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Monday, August 24, 2009

Book Review: Two Monographs

The Miller|Hull Partnership: Public Works by The Miller|Hull Partnership
Princeton Architectural Press, 2009
Hardcover, 256 pages

 
Pugh + Scarpa: Report 2005 edited by Bruce Q. Lan
China Architecture and Building Press, 2005
Hardcover, 190 pages




The buildings of Seattle's Miller|Hull Partnership would hardly, if ever, be mistaken as the buildings of Los Angeles firm Pugh + Scarpa, and vice-versa. Yet the two firms share certain characteristics: a deep-rooted (not greenwashed) sustainability, socially responsible design, a regional emphasis, and a mix of public and private building types. These two monographs exhibit these strengths of each office, as well as their respective unique working process and formal vocabulary.

The Miller|Hull Partnership began in 1977, but the firm's output for most of its first decade was comprised of residential projects and cabins, two types that continue to this day in an office known for public commissions. The latter are the focus in this second monograph on the firm produced by Princeton Architectural Press -- Architects of the Pacific Northwest is the 2001 predecessor. The quality of the dozen buildings featured in the latest book is phenomenal, particularly so when one realizes they are just a sampling of the firm's larger public oeuvre. Various building types are presented (office buildings, infrastructure, educational, multi-family residential, etc.), and all are treated with care, exhibiting the engineered aesthetic that combines exposed structural steel with glass, concrete and wood. The last aesthetically roots the buildings in their Pacific Northwest context, though it is how the designs deal with siting and topography that indicate how skilled the architects have become at navigating the area they call home. Not surprisingly, the one project outside this region -- Chicago's 156 West Superior Street -- basically regurgitates one of the firm's earlier buildings for Seattle, appropriately refining its steel sections and details for the land of Mies van der Rohe and the glass curtain wall.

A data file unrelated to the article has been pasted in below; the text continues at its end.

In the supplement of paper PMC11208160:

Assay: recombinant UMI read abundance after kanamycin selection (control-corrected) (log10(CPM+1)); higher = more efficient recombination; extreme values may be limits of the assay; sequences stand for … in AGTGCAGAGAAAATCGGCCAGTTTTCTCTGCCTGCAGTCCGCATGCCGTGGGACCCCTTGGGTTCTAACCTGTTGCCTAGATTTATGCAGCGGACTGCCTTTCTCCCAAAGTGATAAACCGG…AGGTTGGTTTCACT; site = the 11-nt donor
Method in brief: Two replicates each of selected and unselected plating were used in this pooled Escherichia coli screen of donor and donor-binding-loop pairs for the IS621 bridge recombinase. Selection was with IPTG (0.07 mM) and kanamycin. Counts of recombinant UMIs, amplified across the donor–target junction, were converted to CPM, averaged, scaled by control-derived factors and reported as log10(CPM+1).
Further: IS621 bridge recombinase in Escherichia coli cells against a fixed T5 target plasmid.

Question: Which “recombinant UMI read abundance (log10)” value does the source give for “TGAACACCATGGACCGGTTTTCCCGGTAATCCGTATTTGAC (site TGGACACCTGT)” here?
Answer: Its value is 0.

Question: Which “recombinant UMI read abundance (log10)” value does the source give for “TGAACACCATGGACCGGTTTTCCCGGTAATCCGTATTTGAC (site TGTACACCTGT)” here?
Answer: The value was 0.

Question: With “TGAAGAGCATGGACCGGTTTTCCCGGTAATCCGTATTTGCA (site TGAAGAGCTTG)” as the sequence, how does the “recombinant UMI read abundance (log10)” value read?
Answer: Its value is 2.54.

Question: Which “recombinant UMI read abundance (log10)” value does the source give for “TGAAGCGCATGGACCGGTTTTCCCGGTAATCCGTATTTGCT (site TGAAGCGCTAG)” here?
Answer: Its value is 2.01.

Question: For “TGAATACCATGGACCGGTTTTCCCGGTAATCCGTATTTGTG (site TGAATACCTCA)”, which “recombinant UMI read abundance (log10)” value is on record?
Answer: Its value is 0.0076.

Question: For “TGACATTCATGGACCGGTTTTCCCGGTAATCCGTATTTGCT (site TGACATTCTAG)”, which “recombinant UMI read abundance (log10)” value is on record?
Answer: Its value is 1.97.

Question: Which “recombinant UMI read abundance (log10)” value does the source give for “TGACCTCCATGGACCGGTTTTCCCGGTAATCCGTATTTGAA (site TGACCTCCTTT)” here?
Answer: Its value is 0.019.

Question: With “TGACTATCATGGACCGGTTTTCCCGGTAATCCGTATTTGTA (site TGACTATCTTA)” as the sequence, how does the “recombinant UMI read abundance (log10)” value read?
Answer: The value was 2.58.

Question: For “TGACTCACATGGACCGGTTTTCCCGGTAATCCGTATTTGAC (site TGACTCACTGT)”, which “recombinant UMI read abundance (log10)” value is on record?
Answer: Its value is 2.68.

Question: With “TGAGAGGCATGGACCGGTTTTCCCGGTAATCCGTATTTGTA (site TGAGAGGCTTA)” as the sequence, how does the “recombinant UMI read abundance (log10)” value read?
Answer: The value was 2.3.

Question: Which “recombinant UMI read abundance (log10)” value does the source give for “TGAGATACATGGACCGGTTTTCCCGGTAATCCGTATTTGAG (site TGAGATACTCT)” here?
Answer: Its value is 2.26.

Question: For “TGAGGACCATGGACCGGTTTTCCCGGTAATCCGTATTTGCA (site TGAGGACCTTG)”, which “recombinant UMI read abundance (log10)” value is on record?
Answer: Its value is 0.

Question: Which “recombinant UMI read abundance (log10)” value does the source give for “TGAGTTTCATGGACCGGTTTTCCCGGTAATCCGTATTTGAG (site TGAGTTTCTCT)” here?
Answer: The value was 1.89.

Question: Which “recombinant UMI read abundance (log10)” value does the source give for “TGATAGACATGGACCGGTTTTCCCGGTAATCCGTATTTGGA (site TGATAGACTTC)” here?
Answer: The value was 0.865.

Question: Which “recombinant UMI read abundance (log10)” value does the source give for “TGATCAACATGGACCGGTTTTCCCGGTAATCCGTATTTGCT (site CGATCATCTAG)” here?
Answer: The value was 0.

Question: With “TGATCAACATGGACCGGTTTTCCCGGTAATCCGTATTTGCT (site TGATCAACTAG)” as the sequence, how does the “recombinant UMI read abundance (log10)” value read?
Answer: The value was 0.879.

Down the Pacific coast in Los Angeles, Pugh + Scarpa creates architecture that is as rooted in its milieu as Miller|Hull's tectonic regionalism. This handsome, bilingual monograph -- part of a series on contemporary US architects from the China Architecture and Building Press -- captures the Santa Monica-based office's creative ways of interacting with the various landscapes of the metropolis, be it the streets, the hillsides, the single-family sprawl, office building interiors, or sites of industrial reuse. Known most for the solar panel-clad Colorado Court Apartments -- included here with a Lawrence Scarpa interview -- Pugh + Scarpa's veer from the formal simplicity of that project to a couple sculptural gems in Culver City and Silverlake, a conversion of warehouse buildings to creative office space and a hillside residence, respectively. Interspersed among these projects in these pages are more single-family houses, a number of interiors and some unbuilt works. What's missing are dates for each project, but the ordering appears arbitrary, jumping around in time without any clear notion of why one project comes after another; any progression of ideas that comes with chronological ordering is lost. Instead, and maybe more appropriately, the book reads like LA itself, like driving down a street and confronting building and building without any apparent relationship to each other. The office embodies the pluralistic attitude of the city, refusing to put a "Pugh + Scarpa" stamp on what they create.

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